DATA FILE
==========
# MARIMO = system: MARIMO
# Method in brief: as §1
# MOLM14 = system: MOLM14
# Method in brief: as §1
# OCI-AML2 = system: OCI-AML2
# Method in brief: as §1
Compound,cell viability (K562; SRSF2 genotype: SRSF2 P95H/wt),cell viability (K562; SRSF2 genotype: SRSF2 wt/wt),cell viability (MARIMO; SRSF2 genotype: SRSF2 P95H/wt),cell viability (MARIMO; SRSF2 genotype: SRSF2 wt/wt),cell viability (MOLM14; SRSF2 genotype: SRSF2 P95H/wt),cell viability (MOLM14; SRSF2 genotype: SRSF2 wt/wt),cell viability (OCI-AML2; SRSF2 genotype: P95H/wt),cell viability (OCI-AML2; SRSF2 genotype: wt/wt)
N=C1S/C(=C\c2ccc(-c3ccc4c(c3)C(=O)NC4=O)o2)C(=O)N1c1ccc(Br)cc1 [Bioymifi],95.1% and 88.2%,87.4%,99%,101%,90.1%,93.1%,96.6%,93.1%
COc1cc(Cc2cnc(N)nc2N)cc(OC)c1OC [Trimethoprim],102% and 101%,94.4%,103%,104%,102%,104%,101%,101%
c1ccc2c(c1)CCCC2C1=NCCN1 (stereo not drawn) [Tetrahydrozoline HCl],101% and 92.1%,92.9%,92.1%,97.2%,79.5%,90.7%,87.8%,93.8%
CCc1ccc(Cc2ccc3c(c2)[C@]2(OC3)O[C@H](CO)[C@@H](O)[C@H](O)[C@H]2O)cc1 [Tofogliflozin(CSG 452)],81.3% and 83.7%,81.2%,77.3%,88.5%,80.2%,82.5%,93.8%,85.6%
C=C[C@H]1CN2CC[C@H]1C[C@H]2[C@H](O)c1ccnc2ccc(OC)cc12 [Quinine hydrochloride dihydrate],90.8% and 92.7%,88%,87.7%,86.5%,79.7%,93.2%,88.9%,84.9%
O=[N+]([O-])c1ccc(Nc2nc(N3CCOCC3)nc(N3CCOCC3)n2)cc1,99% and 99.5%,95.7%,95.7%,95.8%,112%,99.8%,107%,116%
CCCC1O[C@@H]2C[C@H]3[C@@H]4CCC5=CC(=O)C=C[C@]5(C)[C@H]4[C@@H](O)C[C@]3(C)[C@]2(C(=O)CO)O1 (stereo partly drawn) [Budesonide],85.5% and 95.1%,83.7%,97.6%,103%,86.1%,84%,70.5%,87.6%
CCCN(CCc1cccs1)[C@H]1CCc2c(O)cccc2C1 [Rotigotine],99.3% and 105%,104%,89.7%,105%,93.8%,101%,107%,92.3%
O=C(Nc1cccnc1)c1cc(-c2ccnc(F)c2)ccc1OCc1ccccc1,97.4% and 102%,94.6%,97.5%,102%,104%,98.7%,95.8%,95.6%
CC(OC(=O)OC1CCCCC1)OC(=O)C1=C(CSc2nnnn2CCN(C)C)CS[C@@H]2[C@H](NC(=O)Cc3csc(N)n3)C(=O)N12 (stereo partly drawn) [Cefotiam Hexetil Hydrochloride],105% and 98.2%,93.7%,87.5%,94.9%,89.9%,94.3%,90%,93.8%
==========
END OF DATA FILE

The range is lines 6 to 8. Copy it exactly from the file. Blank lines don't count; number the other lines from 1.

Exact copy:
# Method in brief: as §1
Compound,cell viability (K562; SRSF2 genotype: SRSF2 P95H/wt),cell viability (K562; SRSF2 genotype: SRSF2 wt/wt),cell viability (MARIMO; SRSF2 genotype: SRSF2 P95H/wt),cell viability (MARIMO; SRSF2 genotype: SRSF2 wt/wt),cell viability (MOLM14; SRSF2 genotype: SRSF2 P95H/wt),cell viability (MOLM14; SRSF2 genotype: SRSF2 wt/wt),cell viability (OCI-AML2; SRSF2 genotype: P95H/wt),cell viability (OCI-AML2; SRSF2 genotype: wt/wt)
N=C1S/C(=C\c2ccc(-c3ccc4c(c3)C(=O)NC4=O)o2)C(=O)N1c1ccc(Br)cc1 [Bioymifi],95.1% and 88.2%,87.4%,99%,101%,90.1%,93.1%,96.6%,93.1%